VISUAL POETRY: AN INTERVIEW WITH GILLIAN HYLAND
Irish photographer Gillian Hyland (b. 1982) creates mesmerizing staged images, presented as film stills or theatrical moments. Each scene is based on her own poems, and depicts characters in human dramas and isolated emotional situations. Now, she’s self-publishing her first photography book, Words in Sight, featuring a selection of her works spanning the last decade. GUP had the chance to talk to Hyland about her cinematic images.
Tell us about the interaction of your photographs and your poems. Have you always combined the two media?
It all began when I was collecting several poems I wrote and, as I didn’t want to publish a poetry book, I decided to make them into images. Sometimes one poem is very specific to a photograph, and other times a poem may influence a small series of photographs – that just varies. But my poetry is definitely the starting point in terms of mood, it’s the narrative the images are built on. Despite the fact it’s a still, the expressions and the way it’s composed add an extra layer to it. You can feel a story happening although it’s always ambiguous about what’s going on.
You have a background in cinema and television. What attracted you to the medium of still photography in the first place?
As an art director, set designer and stylist in the film industry, I have always been building narratives. I did castings, I finalized locations and got in all the props. During these years, I collaborated with a lot of photographers, but because photography is just one person’s view, it was their thing at the end of the day. I wanted to do things differently and make it my own. As the photographer, you’re the one taking decisions, you don’t have to justify or compromise. When I first started, I totally jumped off the cliff, I had no idea how to do this. I found out in photography there’s a reason everything is in there; you can’t get away with very much, unlike in the film industry. People are going to stand and look at every single detail in your picture.
So it’s more of a challenge to you?
Well I think photography is more difficult to me because it will always be close to my personal life. It brings back so many memories. When I originally started writing, I had these notebooks that I used to clear my head. As I got older I summarized my writings which turned into little poems. This way my experiences got into my poetry without any intention to do so. That’s why this book is probably the most honest body of work of what I’ve done so far. Because it has taken me so long to get to this point.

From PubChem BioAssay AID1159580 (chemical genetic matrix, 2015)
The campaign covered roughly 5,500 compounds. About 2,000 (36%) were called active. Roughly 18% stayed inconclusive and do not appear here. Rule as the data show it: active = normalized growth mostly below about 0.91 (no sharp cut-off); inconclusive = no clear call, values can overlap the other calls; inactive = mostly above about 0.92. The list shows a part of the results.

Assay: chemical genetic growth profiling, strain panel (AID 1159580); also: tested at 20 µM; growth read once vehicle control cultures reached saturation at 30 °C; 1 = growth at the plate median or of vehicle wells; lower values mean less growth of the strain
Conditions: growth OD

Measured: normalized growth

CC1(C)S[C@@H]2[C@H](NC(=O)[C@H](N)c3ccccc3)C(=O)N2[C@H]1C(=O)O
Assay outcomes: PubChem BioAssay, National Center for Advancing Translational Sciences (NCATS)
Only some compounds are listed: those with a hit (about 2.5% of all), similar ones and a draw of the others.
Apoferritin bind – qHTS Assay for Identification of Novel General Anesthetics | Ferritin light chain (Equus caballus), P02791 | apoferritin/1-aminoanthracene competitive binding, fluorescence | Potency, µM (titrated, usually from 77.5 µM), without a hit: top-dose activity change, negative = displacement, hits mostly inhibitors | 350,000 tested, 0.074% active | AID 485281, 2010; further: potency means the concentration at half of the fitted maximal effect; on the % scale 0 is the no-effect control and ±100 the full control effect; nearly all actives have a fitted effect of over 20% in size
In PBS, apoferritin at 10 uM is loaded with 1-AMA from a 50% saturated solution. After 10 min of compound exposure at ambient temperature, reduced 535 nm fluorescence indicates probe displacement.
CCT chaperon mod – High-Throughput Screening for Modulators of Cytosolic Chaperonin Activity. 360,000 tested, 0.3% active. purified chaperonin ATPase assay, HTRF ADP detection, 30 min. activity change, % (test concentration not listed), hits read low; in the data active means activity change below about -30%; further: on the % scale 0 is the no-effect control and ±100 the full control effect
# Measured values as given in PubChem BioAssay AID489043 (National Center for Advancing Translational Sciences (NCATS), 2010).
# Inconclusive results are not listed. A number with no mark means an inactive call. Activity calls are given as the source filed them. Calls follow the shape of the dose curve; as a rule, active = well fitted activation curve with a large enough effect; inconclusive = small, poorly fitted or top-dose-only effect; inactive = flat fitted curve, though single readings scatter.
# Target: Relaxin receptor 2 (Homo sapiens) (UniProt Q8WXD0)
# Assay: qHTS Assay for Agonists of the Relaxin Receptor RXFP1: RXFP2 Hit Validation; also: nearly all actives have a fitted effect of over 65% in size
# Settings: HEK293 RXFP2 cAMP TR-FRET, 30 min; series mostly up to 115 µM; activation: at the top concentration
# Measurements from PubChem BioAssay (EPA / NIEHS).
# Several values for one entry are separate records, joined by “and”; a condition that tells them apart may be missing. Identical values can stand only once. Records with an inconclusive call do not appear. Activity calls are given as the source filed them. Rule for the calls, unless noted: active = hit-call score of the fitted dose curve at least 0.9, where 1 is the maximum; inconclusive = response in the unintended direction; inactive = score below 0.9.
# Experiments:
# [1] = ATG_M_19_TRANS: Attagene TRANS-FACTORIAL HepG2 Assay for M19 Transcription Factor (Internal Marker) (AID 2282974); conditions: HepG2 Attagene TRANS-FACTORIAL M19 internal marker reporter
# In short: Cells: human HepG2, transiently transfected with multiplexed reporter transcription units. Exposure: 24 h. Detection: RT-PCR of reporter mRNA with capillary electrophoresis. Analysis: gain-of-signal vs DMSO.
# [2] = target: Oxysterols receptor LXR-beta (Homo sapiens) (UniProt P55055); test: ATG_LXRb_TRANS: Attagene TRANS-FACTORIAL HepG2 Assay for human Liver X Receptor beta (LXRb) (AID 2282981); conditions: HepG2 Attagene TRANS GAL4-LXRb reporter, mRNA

How do you get started on composing your images?
The poems and the locations are the starting point for composing the image. It’s a bit of back and forth, which is quite fun because they eventually find each other. Then I’ll decide who the characters are, what are their emotions, and from whose point of view it is. The models in my photographs – mostly actors – must bring something of their own. I direct them and go through the story together, which is about emotions we all feel. I ask them to think of an event in their life when they experienced that particularly emotion. This way, they’re not faking it that much. And once the casting is done I start on wardrobe and props to create a setting. But over forty percent of the book is shot in Cuba so that was done slightly differently. When I’m working in London I can look for locations and actors online, it’s a lot easier. But in Cuba I had to find places and people just by walking the streets. It was exciting for me because it was even more organic and the Cubans brought a lot of themselves to it as well.
I exhibited in Paris with another photographer who was living in Havana, and I was amazed by the beautiful colours and the slightly vintage feel his images had to them. I got really excited and planned my visit. I arrived with a bag full of clothes and a little booklet of my work so people could see what I’ve done. I went from door to door and asked everybody and anybody. I would sneak through doorways if I could and found these old colonial houses and enormous abandoned buildings. I experienced randomness and wasn’t sure if it was going to work, but when it did it was even more rewarding.
Which image surprised you the most?
The picture I shot of a ballerina in a ruined theatre was a complete surprise. That particular day I was photographing by the side of the theatre when the producer told me the police were on their way. I didn’t have a proper permit, so I rushed around the corner and then, I couldn’t believe my eyes: The building, which I had my eyes on ever since I took a glimpse through the cracks in the wall, was open. The roof wasn’t totally covered, so nature had taken over the building. It was perfect! When stuff like that happens, you get so excited.
Tell us about the picture with all the nautical equipment. Did you arrange those props?
That was another surprising moment. My assistant and I found this house of a deep-sea treasure hunter. It was like a museum. The kitchen was made out of the wood from a boat, he had old diving equipment hanging everywhere and he had all these bookshelves with little artefacts. I felt like I couldn’t touch anything, it was full of his personality and passion. The things that were in his house added another dimension to the final photograph.
Looking back at the last ten years of work, how did your photography develop?
When I first started, I controlled everything. I directed the people a bit heavier and I felt exposed by my own images. But as time has gone by, the places and the people came more organic. I go through the process of making my images and, once it’s done, I feel released. It became a lighter experience.
Gillian Hyland’s book Words in Sight is planned for publication and is currently raising funds through a kickstarter campaign, on until October 31, 2017.